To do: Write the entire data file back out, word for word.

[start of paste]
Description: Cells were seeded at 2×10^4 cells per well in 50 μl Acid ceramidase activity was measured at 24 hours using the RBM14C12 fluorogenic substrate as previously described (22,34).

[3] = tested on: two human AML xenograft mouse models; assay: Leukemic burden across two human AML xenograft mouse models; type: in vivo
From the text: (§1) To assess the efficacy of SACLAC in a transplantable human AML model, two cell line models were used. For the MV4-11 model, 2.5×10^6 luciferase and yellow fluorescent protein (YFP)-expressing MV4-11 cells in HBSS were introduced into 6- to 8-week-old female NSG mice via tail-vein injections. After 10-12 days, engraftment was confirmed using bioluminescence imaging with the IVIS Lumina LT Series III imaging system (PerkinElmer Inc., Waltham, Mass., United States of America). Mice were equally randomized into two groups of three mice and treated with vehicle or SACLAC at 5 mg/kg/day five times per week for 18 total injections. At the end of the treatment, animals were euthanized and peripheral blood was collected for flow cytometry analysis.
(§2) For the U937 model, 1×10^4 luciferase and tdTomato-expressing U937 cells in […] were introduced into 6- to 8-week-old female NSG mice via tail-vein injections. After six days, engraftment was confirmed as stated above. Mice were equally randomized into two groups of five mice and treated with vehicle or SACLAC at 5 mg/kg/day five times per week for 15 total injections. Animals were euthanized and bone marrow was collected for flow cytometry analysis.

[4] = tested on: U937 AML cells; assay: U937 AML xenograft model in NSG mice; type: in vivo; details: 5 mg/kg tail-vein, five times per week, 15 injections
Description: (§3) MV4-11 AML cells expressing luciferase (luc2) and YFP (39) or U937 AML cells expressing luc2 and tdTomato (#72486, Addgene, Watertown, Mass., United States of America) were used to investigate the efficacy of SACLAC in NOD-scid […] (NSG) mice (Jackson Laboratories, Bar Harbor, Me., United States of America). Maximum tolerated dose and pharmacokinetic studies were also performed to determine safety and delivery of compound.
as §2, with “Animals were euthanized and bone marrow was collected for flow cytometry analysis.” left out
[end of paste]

Description: Cells were seeded at 2×10^4 cells per well in 50 μl Acid ceramidase activity was measured at 24 hours using the RBM14C12 fluorogenic substrate as previously described (22,34).

[3] = tested on: two human AML xenograft mouse models; assay: Leukemic burden across two human AML xenograft mouse models; type: in vivo
From the text: (§1) To assess the efficacy of SACLAC in a transplantable human AML model, two cell line models were used. For the MV4-11 model, 2.5×10^6 luciferase and yellow fluorescent protein (YFP)-expressing MV4-11 cells in HBSS were introduced into 6- to 8-week-old female NSG mice via tail-vein injections. After 10-12 days, engraftment was confirmed using bioluminescence imaging with the IVIS Lumina LT Series III imaging system (PerkinElmer Inc., Waltham, Mass., United States of America). Mice were equally randomized into two groups of three mice and treated with vehicle or SACLAC at 5 mg/kg/day five times per week for 18 total injections. At the end of the treatment, animals were euthanized and peripheral blood was collected for flow cytometry analysis.
(§2) For the U937 model, 1×10^4 luciferase and tdTomato-expressing U937 cells in […] were introduced into 6- to 8-week-old female NSG mice via tail-vein injections. After six days, engraftment was confirmed as stated above. Mice were equally randomized into two groups of five mice and treated with vehicle or SACLAC at 5 mg/kg/day five times per week for 15 total injections. Animals were euthanized and bone marrow was collected for flow cytometry analysis.

[4] = tested on: U937 AML cells; assay: U937 AML xenograft model in NSG mice; type: in vivo; details: 5 mg/kg tail-vein, five times per week, 15 injections
Description: (§3) MV4-11 AML cells expressing luciferase (luc2) and YFP (39) or U937 AML cells expressing luc2 and tdTomato (#72486, Addgene, Watertown, Mass., United States of America) were used to investigate the efficacy of SACLAC in NOD-scid […] (NSG) mice (Jackson Laboratories, Bar Harbor, Me., United States of America). Maximum tolerated dose and pharmacokinetic studies were also performed to determine safety and delivery of compound.
as §2, with “Animals were euthanized and bone marrow was collected for flow cytometry analysis.” left out